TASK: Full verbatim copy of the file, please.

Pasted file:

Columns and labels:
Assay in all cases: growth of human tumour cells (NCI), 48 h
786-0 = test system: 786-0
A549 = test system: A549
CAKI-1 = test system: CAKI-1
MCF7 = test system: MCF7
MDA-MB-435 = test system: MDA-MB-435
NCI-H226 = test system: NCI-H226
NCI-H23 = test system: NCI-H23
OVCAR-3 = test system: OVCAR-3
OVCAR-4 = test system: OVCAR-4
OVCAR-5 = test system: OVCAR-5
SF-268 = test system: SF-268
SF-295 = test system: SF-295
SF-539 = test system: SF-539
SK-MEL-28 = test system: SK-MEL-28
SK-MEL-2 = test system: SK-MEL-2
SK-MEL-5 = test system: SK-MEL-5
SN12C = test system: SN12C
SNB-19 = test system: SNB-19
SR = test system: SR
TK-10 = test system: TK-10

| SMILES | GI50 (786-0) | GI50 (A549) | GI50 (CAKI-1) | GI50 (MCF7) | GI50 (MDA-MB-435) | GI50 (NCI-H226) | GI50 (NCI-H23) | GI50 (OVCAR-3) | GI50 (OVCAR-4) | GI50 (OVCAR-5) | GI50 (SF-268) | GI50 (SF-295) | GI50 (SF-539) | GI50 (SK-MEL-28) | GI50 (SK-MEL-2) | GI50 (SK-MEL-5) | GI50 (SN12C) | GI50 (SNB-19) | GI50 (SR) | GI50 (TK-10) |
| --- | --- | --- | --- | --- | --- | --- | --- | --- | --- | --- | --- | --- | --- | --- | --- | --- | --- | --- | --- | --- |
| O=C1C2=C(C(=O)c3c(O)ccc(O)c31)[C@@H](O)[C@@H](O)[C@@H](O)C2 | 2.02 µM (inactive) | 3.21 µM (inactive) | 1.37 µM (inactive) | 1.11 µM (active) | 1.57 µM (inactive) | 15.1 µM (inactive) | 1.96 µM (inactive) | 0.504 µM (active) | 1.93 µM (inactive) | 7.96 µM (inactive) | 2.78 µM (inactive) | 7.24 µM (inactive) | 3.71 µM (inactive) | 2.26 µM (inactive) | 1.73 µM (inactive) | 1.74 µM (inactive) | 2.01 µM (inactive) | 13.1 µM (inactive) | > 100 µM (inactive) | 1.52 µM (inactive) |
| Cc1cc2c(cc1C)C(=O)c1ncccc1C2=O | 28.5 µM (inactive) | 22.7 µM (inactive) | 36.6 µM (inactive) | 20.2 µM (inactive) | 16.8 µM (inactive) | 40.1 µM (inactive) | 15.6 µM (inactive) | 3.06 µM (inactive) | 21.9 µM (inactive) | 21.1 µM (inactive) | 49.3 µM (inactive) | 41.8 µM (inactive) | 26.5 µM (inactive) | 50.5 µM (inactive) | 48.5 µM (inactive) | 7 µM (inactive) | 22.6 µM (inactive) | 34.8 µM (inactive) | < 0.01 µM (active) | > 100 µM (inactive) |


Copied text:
Columns and labels:
Assay in all cases: growth of human tumour cells (NCI), 48 h
786-0 = test system: 786-0
A549 = test system: A549
CAKI-1 = test system: CAKI-1
MCF7 = test system: MCF7
MDA-MB-435 = test system: MDA-MB-435
NCI-H226 = test system: NCI-H226
NCI-H23 = test system: NCI-H23
OVCAR-3 = test system: OVCAR-3
OVCAR-4 = test system: OVCAR-4
OVCAR-5 = test system: OVCAR-5
SF-268 = test system: SF-268
SF-295 = test system: SF-295
SF-539 = test system: SF-539
SK-MEL-28 = test system: SK-MEL-28
SK-MEL-2 = test system: SK-MEL-2
SK-MEL-5 = test system: SK-MEL-5
SN12C = test system: SN12C
SNB-19 = test system: SNB-19
SR = test system: SR
TK-10 = test system: TK-10

| SMILES | GI50 (786-0) | GI50 (A549) | GI50 (CAKI-1) | GI50 (MCF7) | GI50 (MDA-MB-435) | GI50 (NCI-H226) | GI50 (NCI-H23) | GI50 (OVCAR-3) | GI50 (OVCAR-4) | GI50 (OVCAR-5) | GI50 (SF-268) | GI50 (SF-295) | GI50 (SF-539) | GI50 (SK-MEL-28) | GI50 (SK-MEL-2) | GI50 (SK-MEL-5) | GI50 (SN12C) | GI50 (SNB-19) | GI50 (SR) | GI50 (TK-10) |
| --- | --- | --- | --- | --- | --- | --- | --- | --- | --- | --- | --- | --- | --- | --- | --- | --- | --- | --- | --- | --- |
| O=C1C2=C(C(=O)c3c(O)ccc(O)c31)[C@@H](O)[C@@H](O)[C@@H](O)C2 | 2.02 µM (inactive) | 3.21 µM (inactive) | 1.37 µM (inactive) | 1.11 µM (active) | 1.57 µM (inactive) | 15.1 µM (inactive) | 1.96 µM (inactive) | 0.504 µM (active) | 1.93 µM (inactive) | 7.96 µM (inactive) | 2.78 µM (inactive) | 7.24 µM (inactive) | 3.71 µM (inactive) | 2.26 µM (inactive) | 1.73 µM (inactive) | 1.74 µM (inactive) | 2.01 µM (inactive) | 13.1 µM (inactive) | > 100 µM (inactive) | 1.52 µM (inactive) |
| Cc1cc2c(cc1C)C(=O)c1ncccc1C2=O | 28.5 µM (inactive) | 22.7 µM (inactive) | 36.6 µM (inactive) | 20.2 µM (inactive) | 16.8 µM (inactive) | 40.1 µM (inactive) | 15.6 µM (inactive) | 3.06 µM (inactive) | 21.9 µM (inactive) | 21.1 µM (inactive) | 49.3 µM (inactive) | 41.8 µM (inactive) | 26.5 µM (inactive) | 50.5 µM (inactive) | 48.5 µM (inactive) | 7 µM (inactive) | 22.6 µM (inactive) | 34.8 µM (inactive) | < 0.01 µM (active) | > 100 µM (inactive) |